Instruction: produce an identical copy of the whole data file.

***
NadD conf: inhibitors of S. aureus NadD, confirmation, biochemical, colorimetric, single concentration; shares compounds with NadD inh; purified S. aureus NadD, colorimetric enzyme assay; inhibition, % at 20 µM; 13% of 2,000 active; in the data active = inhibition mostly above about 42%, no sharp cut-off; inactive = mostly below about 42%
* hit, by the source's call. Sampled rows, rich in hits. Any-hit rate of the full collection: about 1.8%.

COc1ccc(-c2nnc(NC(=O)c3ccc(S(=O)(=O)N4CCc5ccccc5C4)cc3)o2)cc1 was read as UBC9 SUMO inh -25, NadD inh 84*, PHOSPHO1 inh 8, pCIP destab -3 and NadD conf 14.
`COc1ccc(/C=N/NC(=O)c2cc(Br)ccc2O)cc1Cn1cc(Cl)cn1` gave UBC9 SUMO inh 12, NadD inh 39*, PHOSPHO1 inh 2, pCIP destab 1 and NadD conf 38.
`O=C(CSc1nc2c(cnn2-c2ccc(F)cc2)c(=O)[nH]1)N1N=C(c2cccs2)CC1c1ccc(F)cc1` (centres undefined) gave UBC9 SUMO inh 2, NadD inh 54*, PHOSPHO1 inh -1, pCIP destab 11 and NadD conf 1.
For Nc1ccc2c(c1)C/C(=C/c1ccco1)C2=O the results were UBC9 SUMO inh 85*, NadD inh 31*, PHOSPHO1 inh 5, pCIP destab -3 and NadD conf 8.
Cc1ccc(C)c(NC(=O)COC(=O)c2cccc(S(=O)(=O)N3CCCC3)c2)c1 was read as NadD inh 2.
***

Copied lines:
NadD conf: inhibitors of S. aureus NadD, confirmation, biochemical, colorimetric, single concentration; shares compounds with NadD inh; purified S. aureus NadD, colorimetric enzyme assay; inhibition, % at 20 µM; 13% of 2,000 active; in the data active = inhibition mostly above about 42%, no sharp cut-off; inactive = mostly below about 42%
* hit, by the source's call. Sampled rows, rich in hits. Any-hit rate of the full collection: about 1.8%.

COc1ccc(-c2nnc(NC(=O)c3ccc(S(=O)(=O)N4CCc5ccccc5C4)cc3)o2)cc1 was read as UBC9 SUMO inh -25, NadD inh 84*, PHOSPHO1 inh 8, pCIP destab -3 and NadD conf 14.
`COc1ccc(/C=N/NC(=O)c2cc(Br)ccc2O)cc1Cn1cc(Cl)cn1` gave UBC9 SUMO inh 12, NadD inh 39*, PHOSPHO1 inh 2, pCIP destab 1 and NadD conf 38.
`O=C(CSc1nc2c(cnn2-c2ccc(F)cc2)c(=O)[nH]1)N1N=C(c2cccs2)CC1c1ccc(F)cc1` (centres undefined) gave UBC9 SUMO inh 2, NadD inh 54*, PHOSPHO1 inh -1, pCIP destab 11 and NadD conf 1.
For Nc1ccc2c(c1)C/C(=C/c1ccco1)C2=O the results were UBC9 SUMO inh 85*, NadD inh 31*, PHOSPHO1 inh 5, pCIP destab -3 and NadD conf 8.
Cc1ccc(C)c(NC(=O)COC(=O)c2cccc(S(=O)(=O)N3CCCC3)c2)c1 was read as NadD inh 2.